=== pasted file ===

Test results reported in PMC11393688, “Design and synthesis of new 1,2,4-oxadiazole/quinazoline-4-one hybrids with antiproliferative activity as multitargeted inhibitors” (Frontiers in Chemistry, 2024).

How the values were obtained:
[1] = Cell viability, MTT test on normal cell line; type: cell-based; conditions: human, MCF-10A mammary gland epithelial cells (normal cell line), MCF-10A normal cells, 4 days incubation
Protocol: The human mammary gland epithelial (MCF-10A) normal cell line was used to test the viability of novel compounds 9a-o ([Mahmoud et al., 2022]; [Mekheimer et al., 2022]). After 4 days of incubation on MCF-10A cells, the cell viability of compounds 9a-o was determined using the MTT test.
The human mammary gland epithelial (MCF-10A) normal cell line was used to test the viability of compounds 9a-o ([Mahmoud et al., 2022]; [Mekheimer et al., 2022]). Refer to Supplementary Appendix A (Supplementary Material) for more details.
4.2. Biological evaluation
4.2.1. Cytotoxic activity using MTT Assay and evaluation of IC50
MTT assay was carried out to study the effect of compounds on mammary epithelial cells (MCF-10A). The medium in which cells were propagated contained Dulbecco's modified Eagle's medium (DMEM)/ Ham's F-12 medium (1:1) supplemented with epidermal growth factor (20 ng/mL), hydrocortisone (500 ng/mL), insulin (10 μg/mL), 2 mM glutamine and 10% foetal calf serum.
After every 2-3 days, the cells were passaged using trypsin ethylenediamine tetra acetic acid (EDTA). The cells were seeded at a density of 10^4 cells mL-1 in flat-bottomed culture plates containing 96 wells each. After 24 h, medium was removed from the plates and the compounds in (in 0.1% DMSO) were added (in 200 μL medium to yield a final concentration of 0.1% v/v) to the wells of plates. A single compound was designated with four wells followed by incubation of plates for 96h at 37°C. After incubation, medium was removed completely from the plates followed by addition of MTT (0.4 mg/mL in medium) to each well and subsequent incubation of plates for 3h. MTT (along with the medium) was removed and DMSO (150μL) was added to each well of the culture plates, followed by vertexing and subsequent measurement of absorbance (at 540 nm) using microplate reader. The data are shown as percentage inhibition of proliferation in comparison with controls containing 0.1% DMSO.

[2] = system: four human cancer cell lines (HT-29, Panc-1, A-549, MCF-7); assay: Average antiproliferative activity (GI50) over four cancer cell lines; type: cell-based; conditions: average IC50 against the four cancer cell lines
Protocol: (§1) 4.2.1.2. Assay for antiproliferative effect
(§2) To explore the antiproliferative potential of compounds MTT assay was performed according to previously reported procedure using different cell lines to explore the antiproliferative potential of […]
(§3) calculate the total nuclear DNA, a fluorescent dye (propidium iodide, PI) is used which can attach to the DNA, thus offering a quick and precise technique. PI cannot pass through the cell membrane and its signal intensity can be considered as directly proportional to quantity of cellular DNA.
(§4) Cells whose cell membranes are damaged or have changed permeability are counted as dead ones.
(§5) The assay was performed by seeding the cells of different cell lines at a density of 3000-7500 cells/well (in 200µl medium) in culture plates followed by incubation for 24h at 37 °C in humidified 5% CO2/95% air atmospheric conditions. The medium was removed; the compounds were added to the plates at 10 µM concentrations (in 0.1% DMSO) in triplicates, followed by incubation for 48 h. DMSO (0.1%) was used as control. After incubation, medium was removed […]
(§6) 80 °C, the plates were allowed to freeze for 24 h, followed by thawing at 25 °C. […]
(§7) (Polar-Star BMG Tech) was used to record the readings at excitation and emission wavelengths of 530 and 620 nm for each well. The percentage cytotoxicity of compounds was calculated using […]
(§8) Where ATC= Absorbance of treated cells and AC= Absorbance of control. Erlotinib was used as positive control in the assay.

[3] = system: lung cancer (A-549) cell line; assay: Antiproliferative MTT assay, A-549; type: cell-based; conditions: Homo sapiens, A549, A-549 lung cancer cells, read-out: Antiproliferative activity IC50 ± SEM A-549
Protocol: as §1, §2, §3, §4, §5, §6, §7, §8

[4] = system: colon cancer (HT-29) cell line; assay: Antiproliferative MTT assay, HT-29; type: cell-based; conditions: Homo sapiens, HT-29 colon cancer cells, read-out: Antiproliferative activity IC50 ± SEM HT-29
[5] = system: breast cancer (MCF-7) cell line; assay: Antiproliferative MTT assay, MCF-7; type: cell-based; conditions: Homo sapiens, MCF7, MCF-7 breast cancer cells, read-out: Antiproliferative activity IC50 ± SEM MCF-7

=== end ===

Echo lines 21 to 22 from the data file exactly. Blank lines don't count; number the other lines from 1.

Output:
[4] = system: colon cancer (HT-29) cell line; assay: Antiproliferative MTT assay, HT-29; type: cell-based; conditions: Homo sapiens, HT-29 colon cancer cells, read-out: Antiproliferative activity IC50 ± SEM HT-29
[5] = system: breast cancer (MCF-7) cell line; assay: Antiproliferative MTT assay, MCF-7; type: cell-based; conditions: Homo sapiens, MCF7, MCF-7 breast cancer cells, read-out: Antiproliferative activity IC50 ± SEM MCF-7